The 4.5 year project European Network for Cell Imaging and Tracking Expertise (ENCITE) was launched in June 2008, under the 7th Framework Programme for Research, and was successfully finalised in November 2012.
The vision of ENCITE was to develop and test new MR and optical imaging methods and biomarkers to get a more comprehensive picture of cell fate and the reaction of the immune system, and to ultimately improve and further develop cell therapy for the benefit of the European patient.
ENCITE made a real impact on the treatment of healthcare problems that affect our every day lives. To better understand how cell therapy works, prominent researchers worked together to develop imaging tools for novel cellular therapies. The ENCITE scientists joined forces to translate important research developments into clinical practice.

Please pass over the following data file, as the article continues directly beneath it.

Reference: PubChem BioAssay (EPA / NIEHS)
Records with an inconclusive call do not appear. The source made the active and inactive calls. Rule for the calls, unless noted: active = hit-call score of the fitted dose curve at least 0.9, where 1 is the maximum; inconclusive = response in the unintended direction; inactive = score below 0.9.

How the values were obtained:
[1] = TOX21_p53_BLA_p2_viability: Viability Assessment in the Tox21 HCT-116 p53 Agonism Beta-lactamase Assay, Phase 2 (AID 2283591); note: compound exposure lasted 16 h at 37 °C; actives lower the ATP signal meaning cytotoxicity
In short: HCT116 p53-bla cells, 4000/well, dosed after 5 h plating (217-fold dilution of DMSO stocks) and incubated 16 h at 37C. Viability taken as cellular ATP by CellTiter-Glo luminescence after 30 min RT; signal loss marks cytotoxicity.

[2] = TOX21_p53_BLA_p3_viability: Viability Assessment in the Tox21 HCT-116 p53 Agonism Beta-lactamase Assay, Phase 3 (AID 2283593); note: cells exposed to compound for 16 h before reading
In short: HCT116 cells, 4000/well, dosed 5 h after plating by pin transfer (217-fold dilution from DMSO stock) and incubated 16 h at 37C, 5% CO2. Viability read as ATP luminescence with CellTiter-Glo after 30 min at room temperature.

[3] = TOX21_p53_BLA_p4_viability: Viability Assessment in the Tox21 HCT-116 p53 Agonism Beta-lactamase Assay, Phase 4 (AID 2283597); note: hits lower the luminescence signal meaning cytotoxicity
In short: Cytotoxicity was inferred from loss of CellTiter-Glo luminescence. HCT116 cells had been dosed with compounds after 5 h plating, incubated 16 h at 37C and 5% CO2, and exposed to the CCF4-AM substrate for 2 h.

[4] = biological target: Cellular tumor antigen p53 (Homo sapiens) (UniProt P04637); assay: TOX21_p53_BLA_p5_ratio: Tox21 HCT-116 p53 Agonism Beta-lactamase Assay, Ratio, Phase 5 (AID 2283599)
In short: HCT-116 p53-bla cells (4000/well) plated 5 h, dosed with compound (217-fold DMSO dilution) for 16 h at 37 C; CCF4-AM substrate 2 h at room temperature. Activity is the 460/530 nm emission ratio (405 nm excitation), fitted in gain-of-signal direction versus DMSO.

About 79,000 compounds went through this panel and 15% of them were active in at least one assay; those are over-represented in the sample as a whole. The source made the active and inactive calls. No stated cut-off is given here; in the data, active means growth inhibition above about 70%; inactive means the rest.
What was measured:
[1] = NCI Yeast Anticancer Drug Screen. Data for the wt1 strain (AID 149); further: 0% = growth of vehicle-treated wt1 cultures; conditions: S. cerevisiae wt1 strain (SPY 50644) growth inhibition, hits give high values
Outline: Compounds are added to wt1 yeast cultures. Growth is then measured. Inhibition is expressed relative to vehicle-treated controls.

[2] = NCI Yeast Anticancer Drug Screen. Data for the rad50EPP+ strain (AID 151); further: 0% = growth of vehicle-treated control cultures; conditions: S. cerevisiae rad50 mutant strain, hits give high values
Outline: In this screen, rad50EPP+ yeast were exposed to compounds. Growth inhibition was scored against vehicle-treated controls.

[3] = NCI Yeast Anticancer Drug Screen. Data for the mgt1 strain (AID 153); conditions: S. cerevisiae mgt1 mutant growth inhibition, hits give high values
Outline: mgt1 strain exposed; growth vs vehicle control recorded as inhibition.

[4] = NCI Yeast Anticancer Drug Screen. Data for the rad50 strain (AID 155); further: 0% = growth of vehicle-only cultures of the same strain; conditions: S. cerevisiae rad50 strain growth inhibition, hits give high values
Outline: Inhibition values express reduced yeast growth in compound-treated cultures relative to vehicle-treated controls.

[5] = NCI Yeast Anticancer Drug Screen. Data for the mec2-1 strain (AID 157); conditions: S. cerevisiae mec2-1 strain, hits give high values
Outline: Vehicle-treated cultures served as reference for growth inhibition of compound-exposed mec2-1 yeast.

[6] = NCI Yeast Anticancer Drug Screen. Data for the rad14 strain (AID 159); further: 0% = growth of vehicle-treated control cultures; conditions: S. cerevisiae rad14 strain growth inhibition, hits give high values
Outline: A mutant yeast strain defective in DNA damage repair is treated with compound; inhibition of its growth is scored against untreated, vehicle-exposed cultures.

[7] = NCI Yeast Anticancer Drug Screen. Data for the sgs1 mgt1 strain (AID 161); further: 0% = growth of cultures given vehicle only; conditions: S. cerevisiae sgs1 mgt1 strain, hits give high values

Some of ENCITE’s highlight achievements include:
- New labels and imaging techniques which have been developed and progressed towards their clinical application
- A solid educational programme, called the Multi Centre Cluster, which offers face-to-face and electronic trainings on a long-term basis
- An established platform for integrating groups working on translational imaging across Europe
The successful, goal-oriented, project concluded on November 5, 2012 with a final workshop on Cell Imaging and Tracking, held at the Leiden University Medical Centre, NL. An audience of over 100 participants, from a broad range of research fields, were treated to a diverse array of presentations by the ENCITE scientists. Other highlights of the day included the launch of the ENCITE video, showcasing how in vivo image-guided cell therapy is revolutionising medicine, and how ENCITE has contributed to this revolution, and a lively round table discussion addressing the question “What will cell imaging look like over the next 10 years?”.